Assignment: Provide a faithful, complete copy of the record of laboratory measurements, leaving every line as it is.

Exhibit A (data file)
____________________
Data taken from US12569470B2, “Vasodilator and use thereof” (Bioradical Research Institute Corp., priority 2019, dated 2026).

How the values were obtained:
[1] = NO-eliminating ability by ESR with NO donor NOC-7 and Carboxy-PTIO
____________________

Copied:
Data taken from US12569470B2, “Vasodilator and use thereof” (Bioradical Research Institute Corp., priority 2019, dated 2026).

How the values were obtained:
[1] = NO-eliminating ability by ESR with NO donor NOC-7 and Carboxy-PTIO